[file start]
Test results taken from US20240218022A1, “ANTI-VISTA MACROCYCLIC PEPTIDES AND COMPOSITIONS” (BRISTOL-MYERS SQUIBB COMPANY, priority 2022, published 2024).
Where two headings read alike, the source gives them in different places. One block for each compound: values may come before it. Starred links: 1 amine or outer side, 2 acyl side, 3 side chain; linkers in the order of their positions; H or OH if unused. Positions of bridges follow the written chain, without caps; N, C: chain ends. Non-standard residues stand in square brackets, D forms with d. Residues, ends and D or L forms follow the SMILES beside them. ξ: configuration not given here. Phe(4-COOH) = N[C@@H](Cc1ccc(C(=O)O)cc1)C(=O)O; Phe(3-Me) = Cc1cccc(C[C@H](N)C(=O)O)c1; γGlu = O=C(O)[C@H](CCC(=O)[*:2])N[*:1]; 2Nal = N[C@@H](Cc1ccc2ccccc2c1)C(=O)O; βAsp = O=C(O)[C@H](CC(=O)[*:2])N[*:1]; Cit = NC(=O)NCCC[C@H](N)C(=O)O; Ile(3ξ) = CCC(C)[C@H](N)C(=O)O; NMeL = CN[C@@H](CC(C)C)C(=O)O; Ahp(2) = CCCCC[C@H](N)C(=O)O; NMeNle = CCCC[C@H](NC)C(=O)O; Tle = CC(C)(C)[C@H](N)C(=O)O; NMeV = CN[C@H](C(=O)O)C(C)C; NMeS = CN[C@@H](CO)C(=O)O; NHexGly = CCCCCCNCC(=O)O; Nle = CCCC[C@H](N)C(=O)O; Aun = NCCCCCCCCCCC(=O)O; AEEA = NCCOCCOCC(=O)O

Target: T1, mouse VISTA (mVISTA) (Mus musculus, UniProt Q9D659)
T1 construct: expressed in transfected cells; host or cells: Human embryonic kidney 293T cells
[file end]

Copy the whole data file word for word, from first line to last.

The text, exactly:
Test results taken from US20240218022A1, “ANTI-VISTA MACROCYCLIC PEPTIDES AND COMPOSITIONS” (BRISTOL-MYERS SQUIBB COMPANY, priority 2022, published 2024).
Where two headings read alike, the source gives them in different places. One block for each compound: values may come before it. Starred links: 1 amine or outer side, 2 acyl side, 3 side chain; linkers in the order of their positions; H or OH if unused. Positions of bridges follow the written chain, without caps; N, C: chain ends. Non-standard residues stand in square brackets, D forms with d. Residues, ends and D or L forms follow the SMILES beside them. ξ: configuration not given here. Phe(4-COOH) = N[C@@H](Cc1ccc(C(=O)O)cc1)C(=O)O; Phe(3-Me) = Cc1cccc(C[C@H](N)C(=O)O)c1; γGlu = O=C(O)[C@H](CCC(=O)[*:2])N[*:1]; 2Nal = N[C@@H](Cc1ccc2ccccc2c1)C(=O)O; βAsp = O=C(O)[C@H](CC(=O)[*:2])N[*:1]; Cit = NC(=O)NCCC[C@H](N)C(=O)O; Ile(3ξ) = CCC(C)[C@H](N)C(=O)O; NMeL = CN[C@@H](CC(C)C)C(=O)O; Ahp(2) = CCCCC[C@H](N)C(=O)O; NMeNle = CCCC[C@H](NC)C(=O)O; Tle = CC(C)(C)[C@H](N)C(=O)O; NMeV = CN[C@H](C(=O)O)C(C)C; NMeS = CN[C@@H](CO)C(=O)O; NHexGly = CCCCCCNCC(=O)O; Nle = CCCC[C@H](N)C(=O)O; Aun = NCCCCCCCCCCC(=O)O; AEEA = NCCOCCOCC(=O)O

Target: T1, mouse VISTA (mVISTA) (Mus musculus, UniProt Q9D659)
T1 construct: expressed in transfected cells; host or cells: Human embryonic kidney 293T cells